Skip to 0 minutes and 1 secondOK, so here we're just going to have a look at some examples of the effects of L2 regularisation. Now, polynomial regression gives us a very interpretable way of showing the effects of L2 regularisation. And what I've actually done is I've manually coded a basic polynomial regression class. So if you go down to the bottom of the tidbits L2 regularisation class, you'll see an entire implementation of the polynomial regression model class that you could use if you want if you're interested in seeing how to actually implement statistical models NI. And it's an example of S-3 object oriented programming NI. But what we're actually going to do with that is just get a demo of the effects of L2 regularisation.

Skip to 0 minutes and 59 secondsAll we have to do is run this L2 reg demo. Now, if you want to run it on your own computer, you'll have to source all the code down here first. So just to give you a simple example of how do that, you just need to highlight it all and run.

Skip to 1 minute and 22 secondsThat done, we can run the demo. What we're seeing straight away is a sixth order polynomial regression model fitted to a very small amount of data. Now, we're seeing a model that is overfitted.

Skip to 1 minute and 45 secondsOne thing that we could do to reduce the overfitting of course, is to reduce the order of the polynomial regression model. Here, we go from sixth order to fourth order, and we see it gets smoother. And in fact, knowing the function that it's generated from, this is starting to look a pretty good model. But there's another way that we can reduce the complexity without reducing the order of the model. Now, when we reduce the order of the model we essentially reduce the number of parameters in the model because polynomial regression-- the number of parameters in the model is directly related to the order of the model, order of the polynomial. And we've gone from sixth order to fourth order here.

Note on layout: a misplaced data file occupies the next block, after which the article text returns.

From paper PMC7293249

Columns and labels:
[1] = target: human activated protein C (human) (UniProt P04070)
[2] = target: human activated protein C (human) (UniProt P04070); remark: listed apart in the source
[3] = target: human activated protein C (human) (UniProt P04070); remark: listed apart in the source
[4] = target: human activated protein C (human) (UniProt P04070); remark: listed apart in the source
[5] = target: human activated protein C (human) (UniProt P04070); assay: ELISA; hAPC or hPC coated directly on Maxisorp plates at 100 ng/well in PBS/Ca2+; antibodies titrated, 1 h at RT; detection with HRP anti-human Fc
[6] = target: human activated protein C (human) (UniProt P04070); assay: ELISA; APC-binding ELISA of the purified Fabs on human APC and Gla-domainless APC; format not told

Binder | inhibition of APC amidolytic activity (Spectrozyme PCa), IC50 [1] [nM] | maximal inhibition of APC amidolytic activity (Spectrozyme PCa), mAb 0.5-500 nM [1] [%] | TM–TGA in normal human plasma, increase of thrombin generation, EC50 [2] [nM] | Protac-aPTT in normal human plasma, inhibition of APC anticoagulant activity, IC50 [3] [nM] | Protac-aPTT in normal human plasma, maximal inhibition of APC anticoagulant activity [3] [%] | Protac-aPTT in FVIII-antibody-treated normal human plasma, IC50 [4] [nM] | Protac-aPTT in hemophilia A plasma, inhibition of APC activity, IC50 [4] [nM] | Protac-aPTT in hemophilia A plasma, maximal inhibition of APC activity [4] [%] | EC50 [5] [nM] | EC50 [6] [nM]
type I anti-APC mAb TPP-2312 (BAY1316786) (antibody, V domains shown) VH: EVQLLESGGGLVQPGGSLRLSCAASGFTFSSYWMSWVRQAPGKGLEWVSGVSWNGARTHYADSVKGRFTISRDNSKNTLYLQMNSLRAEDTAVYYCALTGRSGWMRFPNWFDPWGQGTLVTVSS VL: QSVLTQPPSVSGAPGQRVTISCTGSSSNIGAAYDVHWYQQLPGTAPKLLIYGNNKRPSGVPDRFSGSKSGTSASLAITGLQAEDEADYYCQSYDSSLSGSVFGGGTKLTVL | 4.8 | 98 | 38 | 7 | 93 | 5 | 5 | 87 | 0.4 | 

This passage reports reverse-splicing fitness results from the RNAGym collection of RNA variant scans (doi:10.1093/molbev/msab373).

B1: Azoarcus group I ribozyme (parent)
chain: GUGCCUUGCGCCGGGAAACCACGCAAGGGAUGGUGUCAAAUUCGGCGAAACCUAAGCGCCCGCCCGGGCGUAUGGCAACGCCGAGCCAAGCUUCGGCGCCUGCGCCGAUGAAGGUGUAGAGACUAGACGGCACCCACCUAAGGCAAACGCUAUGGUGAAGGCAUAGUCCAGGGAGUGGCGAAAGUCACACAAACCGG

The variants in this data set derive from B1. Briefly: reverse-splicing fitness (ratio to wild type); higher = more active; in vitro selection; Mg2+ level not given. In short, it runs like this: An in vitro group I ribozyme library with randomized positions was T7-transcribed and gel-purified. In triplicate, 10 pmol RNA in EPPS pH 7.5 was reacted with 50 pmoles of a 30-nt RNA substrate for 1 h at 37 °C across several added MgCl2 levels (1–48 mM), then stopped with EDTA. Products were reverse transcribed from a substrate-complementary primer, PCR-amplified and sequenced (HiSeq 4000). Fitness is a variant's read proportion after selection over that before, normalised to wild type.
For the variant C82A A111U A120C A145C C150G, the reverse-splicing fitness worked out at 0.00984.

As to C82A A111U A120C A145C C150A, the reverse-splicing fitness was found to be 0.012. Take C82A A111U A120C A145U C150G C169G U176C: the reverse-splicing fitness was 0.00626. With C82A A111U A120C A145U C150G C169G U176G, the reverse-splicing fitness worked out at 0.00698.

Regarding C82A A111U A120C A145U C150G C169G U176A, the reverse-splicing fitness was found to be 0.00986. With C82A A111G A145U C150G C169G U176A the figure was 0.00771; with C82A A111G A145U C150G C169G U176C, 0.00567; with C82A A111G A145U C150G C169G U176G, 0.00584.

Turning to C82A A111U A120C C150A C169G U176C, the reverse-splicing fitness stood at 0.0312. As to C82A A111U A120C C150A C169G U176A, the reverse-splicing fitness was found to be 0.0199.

Skip to 2 minutes and 27 secondsWe've thrown away the parameters corresponding to the fifth and sixth order. Instead of throwing away these parameters, we could use L2 regularisation to restrict their ability to freely take on any given value. And here, for example, is a sixth order polynomial regression model with a lambda 0.01-- an L2 regularisation parameter of 0.01. Now, we see the original with no regularisation. We see the effect of changing to 0.01 regularisation. And it's got much smoother. In fact, it's looking quite similar now to the fourth order model, and we've done this without reducing the number of parameters. Instead, we've regularised the parameters.

Skip to 3 minutes and 17 secondsAnd as we increase the L2 regularisation penalty, the regression curve generated by the model is going to get smoother and smoother. Now, eventually if we increase it enough, it degenerates obviously. It's starting to suck all the parameters close to 0. We can see that there is a sweet spot where adding a degree of regularisation will, in fact, reduce the overfitting to an optimal amount. We're moving the model we're working with from right to left on the complexity versus loss graph that we saw when looking at the bias variance decomposition. And in fact, this is a really lovely example of how L2 regularisation manages to smooth the functions we're working with, our modelling functions, whilst not reducing the number of parameters.

Skip to 4 minutes and 20 secondsHere, again, sixth order-- no regularisation. Fourth order-- no regularisation. Sixth order-- some regularisation. And then more and more regularisation. OK, now we'll go on and see what this is going to do-- how to use L2 regularisation ourselves in an exercise.

# L2 Regularization

A visual examination at the effects of L2 Regularization: How increasing L2 regularization ‘smooths’ the associated model-function, and how this should be understood in terms of the bias-variance decomposition.

This is not a video-exercise step - there is no optional associated code exercise which you are able to complete. You can, though, look at the code used in this video. It can be found in the *Tidbits L2 Regularization.R* file. In particular, students interested in R programming can look at the custom implementation of polynomial regression models as an example of how basic machine learning statistical models can be implemented in R using S3 style object-oriented programming.

© Dr Michael Ashcroft